Sometimes, the best choices are right in front of us. When it comes to developing communication or leadership skills, active participation in a Toastmasters club is probably the best value around. No need to send potential managers to multi-day workshops that cost as much as a good used car. No point in sending them to a community college for a semester-long course where they’ll do three or four speeches for credit and feedback. Instead, consider doing what nearly a hundred firms in the Chicago area have done: form a Toastmasters club on site, exclusively for employees. Kraft Foods, AT&T, Sears, Blue Cross, and many others all have Toastmasters clubs for employees that meet two to four times monthly.
First, let’s talk about effectiveness. The Toastmasters educational program consists of two parallel tracks: communications and leadership. The learning model is simple: learn by doing, with feedback from peers. There are no instructors, only peers. Each member prepares and delivers short (usually 5 to 7 minutes long) speeches at his or her own pace, with guidelines provided in a well-written manual that contains ten speech projects. Each project introduces a new element of speaking (organization, gestures, use of visual aids, using the voice for emotional effect). Similarly, the leadership manual contains a series of projects focused on ten important leadership skills (listening, time management, mentoring). Every speaker gets both written and verbal feedback from a peer shortly after giving the speech. Learning just doesn’t get any simpler or more effective than this. Give an adult control over learning, clear and direct guidance, and immediate feedback and soon you’ll have someone with greater skills.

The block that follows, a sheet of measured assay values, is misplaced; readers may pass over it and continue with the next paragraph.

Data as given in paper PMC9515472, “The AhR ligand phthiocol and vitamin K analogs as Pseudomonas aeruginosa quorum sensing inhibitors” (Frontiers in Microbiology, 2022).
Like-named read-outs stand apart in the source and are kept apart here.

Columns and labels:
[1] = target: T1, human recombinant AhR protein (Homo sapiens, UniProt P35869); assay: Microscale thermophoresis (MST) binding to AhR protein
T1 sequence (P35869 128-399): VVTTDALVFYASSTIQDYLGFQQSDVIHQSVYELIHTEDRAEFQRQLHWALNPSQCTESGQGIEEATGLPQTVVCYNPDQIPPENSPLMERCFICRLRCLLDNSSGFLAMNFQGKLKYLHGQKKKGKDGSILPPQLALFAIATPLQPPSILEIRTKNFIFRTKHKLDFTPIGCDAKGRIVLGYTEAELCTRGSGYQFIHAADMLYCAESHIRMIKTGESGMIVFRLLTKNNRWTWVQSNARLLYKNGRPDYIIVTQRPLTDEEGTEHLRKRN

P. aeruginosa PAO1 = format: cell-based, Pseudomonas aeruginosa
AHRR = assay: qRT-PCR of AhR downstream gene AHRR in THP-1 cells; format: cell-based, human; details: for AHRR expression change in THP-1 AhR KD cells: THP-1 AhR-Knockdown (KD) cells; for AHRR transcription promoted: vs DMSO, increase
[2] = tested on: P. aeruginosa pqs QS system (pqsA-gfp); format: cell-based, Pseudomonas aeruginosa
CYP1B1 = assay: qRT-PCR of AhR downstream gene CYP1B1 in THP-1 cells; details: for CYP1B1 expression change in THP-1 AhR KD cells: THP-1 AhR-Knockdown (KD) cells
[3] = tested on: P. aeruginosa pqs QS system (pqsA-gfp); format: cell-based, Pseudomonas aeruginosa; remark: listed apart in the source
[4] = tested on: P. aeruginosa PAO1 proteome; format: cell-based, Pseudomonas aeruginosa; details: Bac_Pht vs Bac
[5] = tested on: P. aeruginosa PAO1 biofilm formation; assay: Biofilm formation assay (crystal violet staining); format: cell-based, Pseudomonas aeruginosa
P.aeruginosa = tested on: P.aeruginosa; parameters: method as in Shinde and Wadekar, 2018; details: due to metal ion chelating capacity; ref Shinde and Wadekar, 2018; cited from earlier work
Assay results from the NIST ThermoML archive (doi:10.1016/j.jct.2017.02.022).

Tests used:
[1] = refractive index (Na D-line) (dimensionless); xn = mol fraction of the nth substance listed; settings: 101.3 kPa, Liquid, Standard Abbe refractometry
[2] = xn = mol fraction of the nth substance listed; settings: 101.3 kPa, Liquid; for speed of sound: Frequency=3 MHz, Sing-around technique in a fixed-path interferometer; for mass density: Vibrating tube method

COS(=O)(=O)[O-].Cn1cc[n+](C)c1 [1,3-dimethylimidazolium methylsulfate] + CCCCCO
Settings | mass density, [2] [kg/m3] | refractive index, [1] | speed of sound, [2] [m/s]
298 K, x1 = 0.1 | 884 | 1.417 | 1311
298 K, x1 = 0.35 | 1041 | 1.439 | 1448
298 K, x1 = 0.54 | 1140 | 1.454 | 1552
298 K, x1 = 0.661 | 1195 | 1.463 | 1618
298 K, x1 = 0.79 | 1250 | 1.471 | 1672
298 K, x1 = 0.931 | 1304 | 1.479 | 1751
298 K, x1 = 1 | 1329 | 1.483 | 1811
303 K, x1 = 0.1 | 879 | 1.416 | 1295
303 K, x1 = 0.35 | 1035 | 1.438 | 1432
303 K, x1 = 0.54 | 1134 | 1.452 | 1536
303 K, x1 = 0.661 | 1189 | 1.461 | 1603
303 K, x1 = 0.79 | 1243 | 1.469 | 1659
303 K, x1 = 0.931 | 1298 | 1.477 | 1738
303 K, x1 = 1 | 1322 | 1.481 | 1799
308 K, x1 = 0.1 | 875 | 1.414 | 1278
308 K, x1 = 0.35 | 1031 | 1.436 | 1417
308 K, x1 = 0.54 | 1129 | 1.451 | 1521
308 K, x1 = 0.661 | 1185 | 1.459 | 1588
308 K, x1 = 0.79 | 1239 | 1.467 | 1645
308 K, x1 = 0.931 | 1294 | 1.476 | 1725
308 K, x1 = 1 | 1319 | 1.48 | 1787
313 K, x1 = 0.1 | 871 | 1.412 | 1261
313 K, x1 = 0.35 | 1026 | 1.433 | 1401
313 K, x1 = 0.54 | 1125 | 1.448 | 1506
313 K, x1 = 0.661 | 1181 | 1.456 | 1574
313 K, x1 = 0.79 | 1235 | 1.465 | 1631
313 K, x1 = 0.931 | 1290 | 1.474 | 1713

Hundreds of skilled speakers and leaders have passed through the Toastmasters program, including several politicians and journalists. The ranks of professional speaking include many, many more. All f0r the simple reason that the program works.
Now, let’s talk value. Those workshops run by name-brand institutes can cost as much as several thousand dollars, and yet the students might get to speak only two or three times. Even courses at your local community college will cost a few hundred dollars with equally limited chances for practice and feedback. Toastmasters International charges $20 for the initial set of manuals and a whopping $72 in annual dues. Individual clubs usually tack on another $10 or $15 to cover some incidental expenses like registration for local Toastmasters conferences, but that’s it.
Training money is always tight. Why not spend it as effectively as you can? For my money, Toastmasters membership is the best value in professional development available today.